I believe such invisible metaphors are at least part of the reason why so many of us in the environmental movement now find ourselves in the midst of a multilayered challenge that also embraces the areas of psychology, economics, peace, and social justice.  For example, we may be horrified by agricultural practices that appear very much like chemical warfare, replete with insecticides, pesticides and herbicides. The incidental exposure of agricultural workers to these chemical agents is a hazard like that of soldiers at war, and the contamination of soil, air, water and the general population constitutes what in military euphemism is called “collateral damage.”  Fundamentally, however, the problem is that in the thought processes of those who are creating this system and operating within it, effective action is conflated with killing enemies.  War is in effect the guiding metaphor.  For those who think poetry has no real effect on the world, consider this: the practical upshot of the metaphor of “agricultural warfare” is that millions of tons of poisonous materials flow into the ecosphere, and options available to produce food and fiber without them seem to vanish. 

At the same time, we wonder how to promote international peace.  But how can we do that when the way we “wage peace” is so very like the way we wage war?  Given that killing, warfare, and brutality are central metaphorical constructs that consciously or subconsciously govern the discourse, it doesn’t matter to what field they are applied, be it education, medicine, agriculture, economics, or international affairs.  Since everything connects, sooner or later real (not metaphorical) tanks will roll, and actual toxins will be introduced into the environment by the ton.  Thus we find ourselves behaving in ways that are unfeeling precisely when the exigencies of these times call for us to gather all of our sensibilties: to feel more comprehensively and to think more fully in order to successfully engage with our current circumstances.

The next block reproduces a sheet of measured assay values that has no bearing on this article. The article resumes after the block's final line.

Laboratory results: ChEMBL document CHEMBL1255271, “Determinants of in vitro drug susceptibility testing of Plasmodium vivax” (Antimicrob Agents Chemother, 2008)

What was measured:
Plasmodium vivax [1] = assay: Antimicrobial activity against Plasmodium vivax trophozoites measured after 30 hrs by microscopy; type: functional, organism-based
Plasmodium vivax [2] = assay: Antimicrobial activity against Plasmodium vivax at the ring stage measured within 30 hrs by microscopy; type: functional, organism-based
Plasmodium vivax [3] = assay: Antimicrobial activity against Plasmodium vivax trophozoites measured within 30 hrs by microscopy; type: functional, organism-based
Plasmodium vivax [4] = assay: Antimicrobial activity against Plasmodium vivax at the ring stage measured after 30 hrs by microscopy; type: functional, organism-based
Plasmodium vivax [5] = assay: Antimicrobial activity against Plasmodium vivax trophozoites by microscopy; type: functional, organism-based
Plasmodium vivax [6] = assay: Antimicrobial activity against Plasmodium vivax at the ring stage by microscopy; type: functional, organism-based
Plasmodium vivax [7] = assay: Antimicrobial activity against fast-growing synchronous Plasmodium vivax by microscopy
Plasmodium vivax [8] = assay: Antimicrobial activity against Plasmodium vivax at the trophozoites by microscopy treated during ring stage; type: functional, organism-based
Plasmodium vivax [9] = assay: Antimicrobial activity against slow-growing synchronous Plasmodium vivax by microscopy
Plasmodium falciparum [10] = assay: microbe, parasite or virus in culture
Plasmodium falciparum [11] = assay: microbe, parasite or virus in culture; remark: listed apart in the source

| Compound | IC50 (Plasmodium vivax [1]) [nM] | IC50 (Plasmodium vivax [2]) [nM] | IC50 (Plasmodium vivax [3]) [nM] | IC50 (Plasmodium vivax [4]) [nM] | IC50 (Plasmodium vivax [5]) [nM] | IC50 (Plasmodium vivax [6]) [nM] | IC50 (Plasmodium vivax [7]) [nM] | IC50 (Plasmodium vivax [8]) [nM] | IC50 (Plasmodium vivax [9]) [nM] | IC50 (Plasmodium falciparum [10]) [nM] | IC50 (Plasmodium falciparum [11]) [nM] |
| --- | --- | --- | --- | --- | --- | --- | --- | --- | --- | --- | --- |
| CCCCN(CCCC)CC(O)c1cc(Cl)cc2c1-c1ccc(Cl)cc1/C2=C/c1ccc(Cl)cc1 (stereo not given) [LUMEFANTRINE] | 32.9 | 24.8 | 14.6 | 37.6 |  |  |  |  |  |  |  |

With both economic and natural systems in upheaval and big changes both ongoing and immanent, clearly the time for practical action has arrived.  Yet to discover new ways of relating to others and the planet, we will need new lenses on the world.  This is precisely why the development and conscious choosing of new metaphors is needed in the discourse on peak oil, climate change, transition, environmental stewardship, and international peace.  The Green Hand Reskilling icon, the promotion of which is one of the purposes of the blog where perhaps you are reading this, suggests one possibility for such a metaphorical construct.  It is a hand.  It is, hopefully, your hand, reaching out, open, suitable for lending, and connoting all an open hand implies in terms of connecting, creating, giving, receiving, and the all-important quality of willingness to engage with others and the world.  Posting a Green Hand sign is an invitation, a way of saying to the world that you, personally, are willing to step forward, dream up wonderful new ideas, dialog with others, and share visions, information, and practical skills that can make a difference.

Like other powerful metaphors, the Green Hand connects to and draws energy from a host of related cultural signifiers, such as a handshake.  In addition, the idiomatic expressions and words of many languages (such as, in English, “lend a hand” and “handy”) will work synergistically to help extend, define and add emotional color the Green Hand icon’s metaphorical domain.  My hope is that these observations will offer a useful framework for those who would like to offer up their own guiding metaphors to the flow of social discourse.  Upcoming blog posts will introduce more.